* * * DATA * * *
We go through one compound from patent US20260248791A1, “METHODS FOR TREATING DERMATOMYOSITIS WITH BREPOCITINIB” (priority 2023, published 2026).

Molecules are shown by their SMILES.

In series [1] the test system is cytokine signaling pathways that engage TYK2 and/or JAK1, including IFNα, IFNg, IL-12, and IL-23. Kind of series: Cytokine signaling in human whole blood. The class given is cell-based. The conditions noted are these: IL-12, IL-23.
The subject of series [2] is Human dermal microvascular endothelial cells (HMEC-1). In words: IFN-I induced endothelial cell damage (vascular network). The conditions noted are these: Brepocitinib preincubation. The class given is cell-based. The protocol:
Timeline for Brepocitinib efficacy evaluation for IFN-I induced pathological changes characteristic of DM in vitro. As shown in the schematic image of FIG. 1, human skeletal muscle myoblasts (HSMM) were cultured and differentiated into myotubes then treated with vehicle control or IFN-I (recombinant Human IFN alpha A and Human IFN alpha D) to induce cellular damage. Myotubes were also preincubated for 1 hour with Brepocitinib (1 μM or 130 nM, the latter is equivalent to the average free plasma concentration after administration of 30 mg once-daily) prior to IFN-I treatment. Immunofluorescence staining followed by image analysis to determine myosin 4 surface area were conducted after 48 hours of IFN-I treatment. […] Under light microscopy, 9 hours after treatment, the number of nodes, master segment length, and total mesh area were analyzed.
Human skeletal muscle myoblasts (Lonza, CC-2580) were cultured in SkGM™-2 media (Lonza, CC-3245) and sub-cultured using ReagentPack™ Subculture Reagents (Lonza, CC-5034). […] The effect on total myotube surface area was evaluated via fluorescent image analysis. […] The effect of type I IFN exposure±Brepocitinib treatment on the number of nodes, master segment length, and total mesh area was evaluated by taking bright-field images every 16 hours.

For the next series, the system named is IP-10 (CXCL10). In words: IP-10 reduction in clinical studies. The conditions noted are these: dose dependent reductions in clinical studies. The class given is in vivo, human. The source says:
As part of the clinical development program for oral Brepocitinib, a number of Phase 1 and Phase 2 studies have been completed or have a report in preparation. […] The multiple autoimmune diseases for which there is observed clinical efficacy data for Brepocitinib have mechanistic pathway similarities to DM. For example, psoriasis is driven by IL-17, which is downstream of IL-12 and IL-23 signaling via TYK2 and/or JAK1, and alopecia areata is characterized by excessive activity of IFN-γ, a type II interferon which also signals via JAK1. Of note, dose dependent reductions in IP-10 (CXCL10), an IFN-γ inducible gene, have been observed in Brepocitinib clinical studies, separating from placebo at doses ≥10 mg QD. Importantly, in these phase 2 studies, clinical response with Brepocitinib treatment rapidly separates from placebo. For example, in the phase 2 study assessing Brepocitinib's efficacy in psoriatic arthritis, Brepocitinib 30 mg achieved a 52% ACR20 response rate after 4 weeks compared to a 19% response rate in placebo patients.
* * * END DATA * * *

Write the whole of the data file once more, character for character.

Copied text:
We go through one compound from patent US20260248791A1, “METHODS FOR TREATING DERMATOMYOSITIS WITH BREPOCITINIB” (priority 2023, published 2026).

Molecules are shown by their SMILES.

In series [1] the test system is cytokine signaling pathways that engage TYK2 and/or JAK1, including IFNα, IFNg, IL-12, and IL-23. Kind of series: Cytokine signaling in human whole blood. The class given is cell-based. The conditions noted are these: IL-12, IL-23.
The subject of series [2] is Human dermal microvascular endothelial cells (HMEC-1). In words: IFN-I induced endothelial cell damage (vascular network). The conditions noted are these: Brepocitinib preincubation. The class given is cell-based. The protocol:
Timeline for Brepocitinib efficacy evaluation for IFN-I induced pathological changes characteristic of DM in vitro. As shown in the schematic image of FIG. 1, human skeletal muscle myoblasts (HSMM) were cultured and differentiated into myotubes then treated with vehicle control or IFN-I (recombinant Human IFN alpha A and Human IFN alpha D) to induce cellular damage. Myotubes were also preincubated for 1 hour with Brepocitinib (1 μM or 130 nM, the latter is equivalent to the average free plasma concentration after administration of 30 mg once-daily) prior to IFN-I treatment. Immunofluorescence staining followed by image analysis to determine myosin 4 surface area were conducted after 48 hours of IFN-I treatment. […] Under light microscopy, 9 hours after treatment, the number of nodes, master segment length, and total mesh area were analyzed.
Human skeletal muscle myoblasts (Lonza, CC-2580) were cultured in SkGM™-2 media (Lonza, CC-3245) and sub-cultured using ReagentPack™ Subculture Reagents (Lonza, CC-5034). […] The effect on total myotube surface area was evaluated via fluorescent image analysis. […] The effect of type I IFN exposure±Brepocitinib treatment on the number of nodes, master segment length, and total mesh area was evaluated by taking bright-field images every 16 hours.

For the next series, the system named is IP-10 (CXCL10). In words: IP-10 reduction in clinical studies. The conditions noted are these: dose dependent reductions in clinical studies. The class given is in vivo, human. The source says:
As part of the clinical development program for oral Brepocitinib, a number of Phase 1 and Phase 2 studies have been completed or have a report in preparation. […] The multiple autoimmune diseases for which there is observed clinical efficacy data for Brepocitinib have mechanistic pathway similarities to DM. For example, psoriasis is driven by IL-17, which is downstream of IL-12 and IL-23 signaling via TYK2 and/or JAK1, and alopecia areata is characterized by excessive activity of IFN-γ, a type II interferon which also signals via JAK1. Of note, dose dependent reductions in IP-10 (CXCL10), an IFN-γ inducible gene, have been observed in Brepocitinib clinical studies, separating from placebo at doses ≥10 mg QD. Importantly, in these phase 2 studies, clinical response with Brepocitinib treatment rapidly separates from placebo. For example, in the phase 2 study assessing Brepocitinib's efficacy in psoriatic arthritis, Brepocitinib 30 mg achieved a 52% ACR20 response rate after 4 weeks compared to a 19% response rate in placebo patients.